As guidot pointed out, those pieces were more late Renaissance than early Baroque. Music of this era was often written out as separate parts that did not specify the instrumentation. So a performance could use different combinations of instruments selected by the performers. These pieces were probably written for singer, two treble solo instruments, and basso continuo. The basso continuo sheet music consists of nothing more than a bass line with chord symbols (called "figured bass"). So in this performance a viola da gamba played the bass line while the lute improvised a chordal accompaniment based on the chord symbols.
Music of this period could use different combinations of instruments to play the basso continuo. For instance, it could be done with harpsichord and cello, with viola da gamba and lute, with harp, or with the archlute, theorbo or chittarone, which were large guitar-like instruments that had extra harp bass strings. The important thing to realize is that the continuo player is expected to improvise the accompaniment, based on the figured-bass chord symbols. The continuo player never plays it quite the same way twice.
The idea of basso continuo accompaniment persisted through the time of Mozart and Beethoven, up to roughly 1815. Some of Beethoven's orchestral pieces had a basso continuo part that was meant to be played by upright basses and pipe organ accompanying the orchestra. After this period, basso continuo fell out of favor and was replaced by orchestral pieces and symphonies that did not have a keyboard accompaniment. If there was a piano part, it would be written out note-for-note by the composer.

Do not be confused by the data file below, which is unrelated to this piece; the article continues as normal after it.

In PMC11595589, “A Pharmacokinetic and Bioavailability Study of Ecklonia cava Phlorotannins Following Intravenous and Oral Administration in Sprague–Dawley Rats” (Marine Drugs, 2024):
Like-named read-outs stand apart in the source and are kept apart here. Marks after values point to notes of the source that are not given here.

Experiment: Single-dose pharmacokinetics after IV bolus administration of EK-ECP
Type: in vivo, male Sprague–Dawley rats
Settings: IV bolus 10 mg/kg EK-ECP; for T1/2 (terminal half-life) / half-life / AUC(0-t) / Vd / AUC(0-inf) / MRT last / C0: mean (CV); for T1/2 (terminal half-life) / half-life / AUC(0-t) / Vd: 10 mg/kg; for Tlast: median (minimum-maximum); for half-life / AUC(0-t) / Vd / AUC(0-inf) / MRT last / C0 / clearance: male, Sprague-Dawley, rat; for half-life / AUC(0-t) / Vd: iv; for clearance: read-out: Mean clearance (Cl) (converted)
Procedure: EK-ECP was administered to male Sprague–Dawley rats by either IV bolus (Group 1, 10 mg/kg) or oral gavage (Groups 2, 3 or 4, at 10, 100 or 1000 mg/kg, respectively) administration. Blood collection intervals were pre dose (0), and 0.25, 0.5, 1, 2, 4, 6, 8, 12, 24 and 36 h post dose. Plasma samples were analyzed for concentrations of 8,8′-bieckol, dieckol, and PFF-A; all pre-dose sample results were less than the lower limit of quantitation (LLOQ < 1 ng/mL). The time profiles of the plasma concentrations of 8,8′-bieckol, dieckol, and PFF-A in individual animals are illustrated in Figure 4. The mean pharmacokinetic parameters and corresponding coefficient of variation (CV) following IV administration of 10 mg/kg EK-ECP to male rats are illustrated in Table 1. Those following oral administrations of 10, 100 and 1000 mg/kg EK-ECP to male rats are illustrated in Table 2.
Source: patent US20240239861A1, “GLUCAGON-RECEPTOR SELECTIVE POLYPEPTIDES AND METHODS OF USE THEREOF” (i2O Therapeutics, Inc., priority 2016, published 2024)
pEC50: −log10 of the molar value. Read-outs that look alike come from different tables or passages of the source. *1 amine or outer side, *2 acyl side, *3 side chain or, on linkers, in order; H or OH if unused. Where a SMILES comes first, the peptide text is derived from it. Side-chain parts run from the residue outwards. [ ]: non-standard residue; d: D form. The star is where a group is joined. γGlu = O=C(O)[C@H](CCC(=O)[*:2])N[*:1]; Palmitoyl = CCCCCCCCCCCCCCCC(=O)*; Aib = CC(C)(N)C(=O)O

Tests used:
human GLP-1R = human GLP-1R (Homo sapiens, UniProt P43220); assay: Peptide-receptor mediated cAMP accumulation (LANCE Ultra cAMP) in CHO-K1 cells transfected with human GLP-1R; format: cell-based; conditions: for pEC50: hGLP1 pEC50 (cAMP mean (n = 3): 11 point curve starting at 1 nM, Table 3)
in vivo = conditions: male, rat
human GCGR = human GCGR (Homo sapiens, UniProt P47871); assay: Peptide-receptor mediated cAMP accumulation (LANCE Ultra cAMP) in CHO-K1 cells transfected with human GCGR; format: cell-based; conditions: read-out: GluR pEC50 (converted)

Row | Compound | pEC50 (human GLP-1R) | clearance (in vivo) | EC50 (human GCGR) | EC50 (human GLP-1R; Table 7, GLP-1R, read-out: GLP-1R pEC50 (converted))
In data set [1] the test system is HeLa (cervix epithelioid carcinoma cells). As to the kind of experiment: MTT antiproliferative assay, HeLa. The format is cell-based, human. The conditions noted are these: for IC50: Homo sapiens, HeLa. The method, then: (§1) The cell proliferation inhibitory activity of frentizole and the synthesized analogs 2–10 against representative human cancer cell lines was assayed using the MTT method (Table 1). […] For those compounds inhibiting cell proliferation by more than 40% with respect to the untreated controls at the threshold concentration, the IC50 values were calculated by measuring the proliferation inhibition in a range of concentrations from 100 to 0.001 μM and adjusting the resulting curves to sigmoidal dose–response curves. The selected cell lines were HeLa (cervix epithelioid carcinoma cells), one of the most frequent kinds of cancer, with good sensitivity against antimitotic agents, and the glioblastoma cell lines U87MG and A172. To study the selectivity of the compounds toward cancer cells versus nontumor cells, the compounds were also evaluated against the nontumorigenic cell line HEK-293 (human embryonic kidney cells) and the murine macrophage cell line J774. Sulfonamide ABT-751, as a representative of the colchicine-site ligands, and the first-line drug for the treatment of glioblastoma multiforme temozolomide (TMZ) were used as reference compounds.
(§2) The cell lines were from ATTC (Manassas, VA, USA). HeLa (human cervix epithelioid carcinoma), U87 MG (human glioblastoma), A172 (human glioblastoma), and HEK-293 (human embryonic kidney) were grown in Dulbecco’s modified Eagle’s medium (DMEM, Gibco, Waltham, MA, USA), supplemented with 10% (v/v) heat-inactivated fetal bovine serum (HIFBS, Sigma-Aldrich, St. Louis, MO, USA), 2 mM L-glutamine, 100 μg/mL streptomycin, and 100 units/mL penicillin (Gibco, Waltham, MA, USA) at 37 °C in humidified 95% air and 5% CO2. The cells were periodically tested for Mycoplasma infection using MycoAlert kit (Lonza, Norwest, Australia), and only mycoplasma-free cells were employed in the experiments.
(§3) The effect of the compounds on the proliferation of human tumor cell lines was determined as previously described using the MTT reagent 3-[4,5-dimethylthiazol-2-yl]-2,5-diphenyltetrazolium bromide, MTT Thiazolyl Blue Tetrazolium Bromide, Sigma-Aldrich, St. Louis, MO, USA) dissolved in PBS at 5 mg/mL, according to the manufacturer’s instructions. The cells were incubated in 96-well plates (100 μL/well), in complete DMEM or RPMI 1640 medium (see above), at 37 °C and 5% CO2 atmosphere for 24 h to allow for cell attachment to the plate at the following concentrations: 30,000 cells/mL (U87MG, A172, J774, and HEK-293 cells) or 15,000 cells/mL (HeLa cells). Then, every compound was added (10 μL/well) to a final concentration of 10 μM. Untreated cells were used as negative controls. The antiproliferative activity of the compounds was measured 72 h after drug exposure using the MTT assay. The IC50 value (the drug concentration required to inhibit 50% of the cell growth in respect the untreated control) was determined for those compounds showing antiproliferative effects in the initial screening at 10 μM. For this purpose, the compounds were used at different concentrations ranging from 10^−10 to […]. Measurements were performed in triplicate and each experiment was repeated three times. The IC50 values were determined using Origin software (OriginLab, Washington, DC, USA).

During a lot of the 20th century, organists, pianists and classical guitarists were not trained in improvising basso continuo. If they performed something like Handel's Messiah, for instance, they would play from an arrangement written out note-for-note by an arranger who "realized" their arrangement from the figured-bass basso continuo original score.
In the last few decades there has been a renewed interest in "early music" and "historically-informed performance" and as a result, lute, harpsichord and organ players are rediscovering how to read the basso continuo figured bass chord charts and improvise their own accompaniment.